How Much House Can I Afford?

"Generally, lenders want your monthly housing payments to add up to less than 28 percent of your income."

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Home ownership has long been considered a major component of the American Dream and a significant milestone in adulting. But this expense can also eat up a huge portion of your budget, so it’s important to keep the costs in check.

That means setting realistic expectations based on your budget, and not HGTV and Pinterest-inspired home fantasies. Before hitting the open house scene, figure out exactly how much you can afford to spend on monthly housing costs, including your mortgage payment, insurance, property taxes and maintenance. Considering how much you currently spend on rent and other housing-related costs is a good place to start.

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Generally, lenders want your monthly housing payments to add up to less than 28 percent of your income. They also look at what other debts you carry and prefer that your overall debt-to-income ratio be 36 percent or less. In other words, if you make $5,000 a month, the bank would likely allow you a home loan that would make your payments $1,400 a month or less and your total debt payments $1,800 a month or less.

Of course, banks have some wiggle room on what loans to approve. But even if you find a lender willing to give you more, that doesn’t mean you should do it. You’re better off trying to keep your monthly payments well below these suggested limits to give your budget room to breathe. After all, you’re probably going to be locked into these payments for decades.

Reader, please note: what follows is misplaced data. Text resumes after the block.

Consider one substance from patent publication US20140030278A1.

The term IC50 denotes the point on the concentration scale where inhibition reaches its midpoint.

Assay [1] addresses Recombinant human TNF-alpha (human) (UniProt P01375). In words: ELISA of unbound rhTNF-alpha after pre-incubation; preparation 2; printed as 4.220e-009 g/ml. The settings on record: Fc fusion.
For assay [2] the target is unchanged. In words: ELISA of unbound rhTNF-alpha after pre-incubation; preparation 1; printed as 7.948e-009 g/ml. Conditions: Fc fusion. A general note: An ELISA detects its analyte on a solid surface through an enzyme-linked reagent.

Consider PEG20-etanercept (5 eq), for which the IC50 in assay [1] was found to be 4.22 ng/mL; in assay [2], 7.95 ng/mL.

One way to lower your housing costs is to pay more upfront. At the minimum, aim for a down payment of 20 percent. While you can qualify for a mortgage with less, you’ll have to pay private mortgage insurance (PMI, on top of having to borrow more, which means you’ll have higher monthly costs).

Just remember not to use all your savings for a down payment. You should have another 2 percent to 5 percent of the sale price set aside to cover closing costs for your home purchase. And you still need an emergency fund—which you probably need to beef up to cover the added costs of homeownership—as well as money for other savings goals.

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